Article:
Every planned transition to cloud computing will be carefully scrutinised in terms of cost.
Launching a public cloud business for hosts requires complete transparency from your cloud software provider. Similarly, going live with an internal cloud for the enterprise demands clear cost structures to accurately budget for the lifetime of the project. Examine published prices carefully and ensure financial modelling on an operational basis fits with business requirements.
The ideal scenario is to run a proof of concept with the cloud software provider before committing. There may be a small investment required to build a working cloud and test the software, but you should not need to invest huge sums up front: best-in-class functionality can be had without much investment, or on a free trial basis.
Get the basics right by understanding what investment is required from you up front, the ongoing pricing model and contractual terms. Then, keep a keen eye for any hidden costs in set-up, deployment and integration. SAN set-up can often be an additional hidden cost, and support also appears as an extra with some providers.
Key takeaway: the cloud management software market is increasingly competitive, and best-in-class functionality can be yours for little or no up-front investment. You need to have a very good reason to insist on software with monolithic licensing and prices for integration, implementation and support.
Billing flexibility is critical in any cloud computing environment. In public clouds, billing flexibility drives profitability for the host, and at the same time gives cloud customers more choice. The more things a host can measure and charge for – CPU, RAM, storage space and so on – the better they will be able to design cloud services with the features and pricing different kinds of customer require, at a price point that makes sense. In private clouds, billing flexibility is more about efficient use of resources, by enabling accurate measurement of resource usage, and financial transparency for reporting, cross-charging or cost allocation purposes.
In each scenario, your cloud management software’s billing functionality is critical. The minimum standard should include options to bill for CPU cores and share; disk space, both as primary and backup; RAM; IPs and bandwidth; and IOPS. Billing ability for multiple tiers of resource and the ability to charge for idle or reserved resources is also advantageous. Finally, check the terms of utility billing. Not every customer wants to pay as they go, so look for a cloud management product that offers daily, weekly and monthly models, or a mixture.
Integration is also important here. Whatever type of cloud is being deployed, it’s important to understand the cloud software’s compatibility with existing billing engines or internal charging systems. Check which standard integrations have already been built, and who will pay for any integration work required.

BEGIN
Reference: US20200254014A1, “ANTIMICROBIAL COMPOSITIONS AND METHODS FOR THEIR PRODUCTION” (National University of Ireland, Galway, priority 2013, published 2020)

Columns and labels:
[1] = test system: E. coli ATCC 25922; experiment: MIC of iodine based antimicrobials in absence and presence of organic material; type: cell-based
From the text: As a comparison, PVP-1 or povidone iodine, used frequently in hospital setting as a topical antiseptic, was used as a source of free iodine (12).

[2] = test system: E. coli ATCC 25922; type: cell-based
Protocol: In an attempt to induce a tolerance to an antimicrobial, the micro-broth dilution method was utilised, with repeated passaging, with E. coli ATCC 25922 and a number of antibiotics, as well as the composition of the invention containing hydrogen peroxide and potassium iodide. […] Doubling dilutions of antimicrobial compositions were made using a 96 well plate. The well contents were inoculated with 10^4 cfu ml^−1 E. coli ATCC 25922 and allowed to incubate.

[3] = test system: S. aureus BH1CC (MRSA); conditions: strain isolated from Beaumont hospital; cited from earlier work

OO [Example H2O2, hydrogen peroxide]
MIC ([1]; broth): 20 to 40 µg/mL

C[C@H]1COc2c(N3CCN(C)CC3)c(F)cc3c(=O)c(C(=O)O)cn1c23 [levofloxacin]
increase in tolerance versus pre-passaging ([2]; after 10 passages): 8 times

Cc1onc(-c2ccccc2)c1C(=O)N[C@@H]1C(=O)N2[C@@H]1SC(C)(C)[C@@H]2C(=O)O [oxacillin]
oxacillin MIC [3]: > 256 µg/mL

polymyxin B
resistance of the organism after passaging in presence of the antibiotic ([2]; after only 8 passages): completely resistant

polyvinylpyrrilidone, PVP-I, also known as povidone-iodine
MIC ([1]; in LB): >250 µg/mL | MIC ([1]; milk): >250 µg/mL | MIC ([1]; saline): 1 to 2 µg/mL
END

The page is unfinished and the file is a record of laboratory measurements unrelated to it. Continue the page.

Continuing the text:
Key takeaway: don’t assume that moving to the cloud means you have to adopt new billing platforms and utility billing models and a small set of billing options. Billing flexibility will be critical to the success of your cloud project.
6. Hardware compatibility
Whether a cloud is built on high-end racks or much less impressive hardware, the resources provisioned to customers and users are the same: a CPU resource is just a CPU resource. In spite of this, however, it is important to consider what hardware a cloud management product enables you to build your cloud on.
Different approaches to cloud deployment and virtualisation have different kinds of hardware requirements: some insist on homogenous hypervisor servers, for example, while other products can create clouds from a mix of hardware. Enterprise data centres tend to house a set of best-of-breed vendors, and are more likely to offer a standard hardware platform for cloud creation. Some hosting providers will have comparable hardware: others will be looking for ways to utilise older servers.
Both public and private cloud operators, however, will benefit from cloud enabling products that support the broadest possible mix of hardware for hypervisor servers and SANs. Not only does this provide more flexibility in the way a cloud is architected, it provides the potential for more efficient use of hardware in the future. Hardware that is due for a refresh may find a new lease of life provisioning CPU and RAM resources in the cloud.
Key takeaway: compatibility in server and storage hardware is a critical success factor for cloud projects. Focus on platforms that support the widest range of hardware types and performance levels; that enable you to re-use your existing servers and SANs; and providers that can help with any hardware investment you need to make.
7. IOPS monitoring
IOPS monitoring (disk Inputs/Outputs Per Second) is central to cloud efficiency and performance. Most cloud providers – public or private, have the ability to assign chunks of CPU and storage resource to a customer or internal user, and of course measure and if required bill for those resources. Being able to do the same for IOPS, however, is much rarer.